12 Fish and Wildlife Conservation Act (Ontario) No buying or selling of game wildlife or specially protected wildlife without licence s. 48.(1) No keeping of live game wildlife or specially protected wildlife without licence s.40.(1) No trespassing for hunting on premises marked pursuant to Trespass to Property Act

13 Fish and Wildlife Conservation Act (Ontario) No hunting, trapping in a provincial park or provincial game preserve s.9.(1) Any person can harass or kill wildlife who on reasonable grounds believes it is damaging or about to damage its property on his/her land s.31.(1) A farmer can hunt or trap wildlife (including wolves) on his/her property without a licence s. 6.(3)

14 Eastern (Algonquin) Wolves Once occupied a range throughout eastern North America north to boreal Now mainly limited eastern Ontario/western Quebec centred on Algonquin park Genetically distinct from grey wolf, but is interbreeding with coyote Historically hunted/trapped outside Algonquin park

15 Eastern (Algonquin) Wolves In 2004, CPAWS Ottawa Valley played key role in establishing a buffer zone in all 39 townships that surround Algonquin Park Killing of wolves and coyotes is now prohibited in these townships

16 Fish and Wildlife Conservation Act (Ontario) How can this Act purport to regulate fishing when inland fisheries is a federal constitutional responsibility? Ontario Fishery Regulations are Fisheries Act regulations Ontario Minister of Natural Resources has authority under FWCA to issue fishing licences under the Ontario Fisheries Regulations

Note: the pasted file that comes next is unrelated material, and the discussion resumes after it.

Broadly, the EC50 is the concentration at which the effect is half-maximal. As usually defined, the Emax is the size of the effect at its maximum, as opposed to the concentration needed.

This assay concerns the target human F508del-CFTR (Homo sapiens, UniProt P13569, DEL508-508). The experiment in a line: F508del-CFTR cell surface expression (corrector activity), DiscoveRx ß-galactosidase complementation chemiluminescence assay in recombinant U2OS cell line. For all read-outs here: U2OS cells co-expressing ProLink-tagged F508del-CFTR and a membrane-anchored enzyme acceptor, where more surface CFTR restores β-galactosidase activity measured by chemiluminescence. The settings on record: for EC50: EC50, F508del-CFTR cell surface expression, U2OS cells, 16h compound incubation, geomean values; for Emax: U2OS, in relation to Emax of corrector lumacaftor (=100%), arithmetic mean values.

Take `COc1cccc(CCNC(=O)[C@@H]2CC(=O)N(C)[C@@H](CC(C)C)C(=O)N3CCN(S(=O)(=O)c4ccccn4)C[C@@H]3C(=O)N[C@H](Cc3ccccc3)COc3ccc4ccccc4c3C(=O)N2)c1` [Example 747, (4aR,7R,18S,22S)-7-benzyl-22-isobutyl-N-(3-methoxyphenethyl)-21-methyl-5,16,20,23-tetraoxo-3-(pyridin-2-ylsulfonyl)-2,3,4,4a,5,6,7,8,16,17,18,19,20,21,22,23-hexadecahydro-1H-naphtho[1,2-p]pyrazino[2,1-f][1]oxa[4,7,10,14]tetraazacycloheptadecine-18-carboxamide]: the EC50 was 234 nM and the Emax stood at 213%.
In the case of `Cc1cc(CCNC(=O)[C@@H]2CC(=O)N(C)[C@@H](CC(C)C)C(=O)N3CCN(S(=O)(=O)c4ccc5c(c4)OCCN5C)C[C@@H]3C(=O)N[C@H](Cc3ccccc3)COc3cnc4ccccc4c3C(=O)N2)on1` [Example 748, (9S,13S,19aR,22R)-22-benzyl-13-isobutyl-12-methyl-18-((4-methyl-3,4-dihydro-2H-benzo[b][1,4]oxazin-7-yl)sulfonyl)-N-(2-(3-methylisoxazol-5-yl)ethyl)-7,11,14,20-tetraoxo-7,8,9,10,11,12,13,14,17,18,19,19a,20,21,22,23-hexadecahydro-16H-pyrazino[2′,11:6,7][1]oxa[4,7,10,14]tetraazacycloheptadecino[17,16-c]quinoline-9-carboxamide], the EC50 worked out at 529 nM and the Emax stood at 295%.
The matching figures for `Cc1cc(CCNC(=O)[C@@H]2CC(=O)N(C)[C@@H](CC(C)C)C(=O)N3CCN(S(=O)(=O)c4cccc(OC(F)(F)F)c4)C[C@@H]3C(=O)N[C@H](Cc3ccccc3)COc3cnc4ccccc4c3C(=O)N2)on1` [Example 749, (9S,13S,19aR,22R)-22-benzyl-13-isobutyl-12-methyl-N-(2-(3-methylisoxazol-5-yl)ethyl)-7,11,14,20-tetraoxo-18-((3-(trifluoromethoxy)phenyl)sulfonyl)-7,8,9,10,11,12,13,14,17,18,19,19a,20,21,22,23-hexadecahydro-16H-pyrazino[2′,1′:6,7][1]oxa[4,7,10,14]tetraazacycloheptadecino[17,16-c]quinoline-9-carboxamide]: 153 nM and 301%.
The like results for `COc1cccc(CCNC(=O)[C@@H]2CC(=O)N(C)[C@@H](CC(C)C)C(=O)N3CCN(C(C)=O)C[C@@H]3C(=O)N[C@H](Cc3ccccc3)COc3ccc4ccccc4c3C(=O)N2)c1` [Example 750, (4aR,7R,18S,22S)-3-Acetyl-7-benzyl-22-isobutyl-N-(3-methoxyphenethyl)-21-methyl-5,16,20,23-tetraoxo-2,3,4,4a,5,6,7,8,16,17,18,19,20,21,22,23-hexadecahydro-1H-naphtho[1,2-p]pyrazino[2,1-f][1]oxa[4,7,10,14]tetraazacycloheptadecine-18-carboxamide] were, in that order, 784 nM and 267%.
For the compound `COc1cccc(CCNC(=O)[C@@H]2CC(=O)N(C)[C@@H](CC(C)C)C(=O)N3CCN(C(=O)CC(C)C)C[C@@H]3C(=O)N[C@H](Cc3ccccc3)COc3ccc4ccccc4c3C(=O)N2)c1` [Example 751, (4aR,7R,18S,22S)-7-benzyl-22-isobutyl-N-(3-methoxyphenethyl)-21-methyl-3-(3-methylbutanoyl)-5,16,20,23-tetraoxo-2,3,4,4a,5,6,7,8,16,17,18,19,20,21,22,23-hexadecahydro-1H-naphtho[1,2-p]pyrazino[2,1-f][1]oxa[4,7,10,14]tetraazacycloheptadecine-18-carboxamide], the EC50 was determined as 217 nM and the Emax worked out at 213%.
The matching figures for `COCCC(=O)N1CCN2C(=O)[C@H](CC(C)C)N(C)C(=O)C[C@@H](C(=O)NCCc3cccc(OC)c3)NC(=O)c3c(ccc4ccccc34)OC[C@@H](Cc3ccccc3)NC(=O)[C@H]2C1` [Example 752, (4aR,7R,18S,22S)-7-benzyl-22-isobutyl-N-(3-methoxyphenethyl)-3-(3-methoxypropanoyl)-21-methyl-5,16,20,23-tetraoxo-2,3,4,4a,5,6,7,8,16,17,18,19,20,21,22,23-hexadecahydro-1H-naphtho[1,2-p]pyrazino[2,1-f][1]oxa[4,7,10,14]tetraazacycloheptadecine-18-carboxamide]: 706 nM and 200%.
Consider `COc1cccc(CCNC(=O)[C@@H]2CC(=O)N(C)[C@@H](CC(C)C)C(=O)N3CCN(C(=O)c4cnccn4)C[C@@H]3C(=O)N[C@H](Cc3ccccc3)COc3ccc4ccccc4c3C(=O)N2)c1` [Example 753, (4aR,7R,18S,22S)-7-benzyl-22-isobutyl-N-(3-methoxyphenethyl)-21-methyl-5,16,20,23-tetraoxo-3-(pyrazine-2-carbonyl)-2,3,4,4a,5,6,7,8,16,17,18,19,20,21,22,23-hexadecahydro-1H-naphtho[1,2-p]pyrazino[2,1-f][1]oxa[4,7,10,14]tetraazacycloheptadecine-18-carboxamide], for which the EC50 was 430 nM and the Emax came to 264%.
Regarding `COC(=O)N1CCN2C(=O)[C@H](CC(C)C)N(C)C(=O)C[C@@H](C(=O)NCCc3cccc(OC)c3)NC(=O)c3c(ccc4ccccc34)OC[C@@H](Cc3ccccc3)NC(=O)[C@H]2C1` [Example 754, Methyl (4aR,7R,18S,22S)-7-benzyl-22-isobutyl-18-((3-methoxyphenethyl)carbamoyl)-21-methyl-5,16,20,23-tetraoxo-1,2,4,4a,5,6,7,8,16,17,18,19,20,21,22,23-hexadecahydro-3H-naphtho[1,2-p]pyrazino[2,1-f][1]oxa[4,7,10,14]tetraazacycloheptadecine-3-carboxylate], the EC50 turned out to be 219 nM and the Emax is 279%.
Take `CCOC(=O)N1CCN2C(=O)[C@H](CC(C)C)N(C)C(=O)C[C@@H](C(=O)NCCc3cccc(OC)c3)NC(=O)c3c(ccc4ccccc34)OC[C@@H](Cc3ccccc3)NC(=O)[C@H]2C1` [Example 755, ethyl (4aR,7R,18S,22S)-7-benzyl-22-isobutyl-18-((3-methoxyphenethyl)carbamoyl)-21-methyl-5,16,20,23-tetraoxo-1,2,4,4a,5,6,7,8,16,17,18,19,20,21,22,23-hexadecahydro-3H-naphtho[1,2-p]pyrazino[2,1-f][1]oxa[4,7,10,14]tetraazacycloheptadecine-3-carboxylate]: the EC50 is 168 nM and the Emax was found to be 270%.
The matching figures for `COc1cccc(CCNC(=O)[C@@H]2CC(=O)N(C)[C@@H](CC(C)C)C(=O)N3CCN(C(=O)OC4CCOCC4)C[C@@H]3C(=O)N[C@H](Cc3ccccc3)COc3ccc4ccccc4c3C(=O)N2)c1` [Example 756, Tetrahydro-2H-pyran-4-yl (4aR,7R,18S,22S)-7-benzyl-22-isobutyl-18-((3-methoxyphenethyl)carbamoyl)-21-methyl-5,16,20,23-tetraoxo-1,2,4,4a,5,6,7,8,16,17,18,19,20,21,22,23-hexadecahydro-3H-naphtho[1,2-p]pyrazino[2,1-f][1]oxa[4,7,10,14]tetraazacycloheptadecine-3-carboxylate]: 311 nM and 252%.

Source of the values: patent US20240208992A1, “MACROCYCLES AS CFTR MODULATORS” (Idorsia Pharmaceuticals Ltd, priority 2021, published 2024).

17 Fisheries Act: Regulation of Fishing Effort Canada's authority over fish and fish habitat based on sea coast and inland fisheries authority under Constitution Fisheries and Oceans Canada manages Canada's fisheries under the Fisheries Act (research, oceanography, hydrography, small craft harbours) Regulations and Ministerial orders to mitigate the common property problem in commercial fisheries

18 Fisheries Act Regulation of Fishing Effort Province-specific regulations under Fisheries Act regulating type and size of gear used, vessel length, fishing times and areas, catch limits, limiting the number of licenses available to fish, marketable harvest rights (individual transferable quotas) Fisheries minister has authority to issue orders to close fisheries (e.g., Pacific salmon runs)

19 Collapse of the Northern Cod Fishery Until late 1950s, cod fishery exploited by migratory seasonal fleets and resident inshore small scale fishers Late 1950s, offshore bottom trawlers began exploiting stock, leading to large catch increase, big decline in biomass Open fishing ended in 1970s

20 Collapse of the Northern Cod Fishery Licences to fish required for all fisheries by end of 1970s One fisher could hold licences for several fisheries Licences bought and sold although in theory were federal property No direct control on fisher numbers Licences restricted for non-Canadians

21 Collapse of the Northern Cod Fishery DFO increasing use of conservation quotas and fishing zones to limit and allocate catch in 1970s Foreign fishing national issue by mid- 1970s (landings tripled to 600,000 tonnes per year) Canada extended fishing limits to 200 nautical miles in 1977, which allowed reduction in fishing pressure Law of the Sea EEZ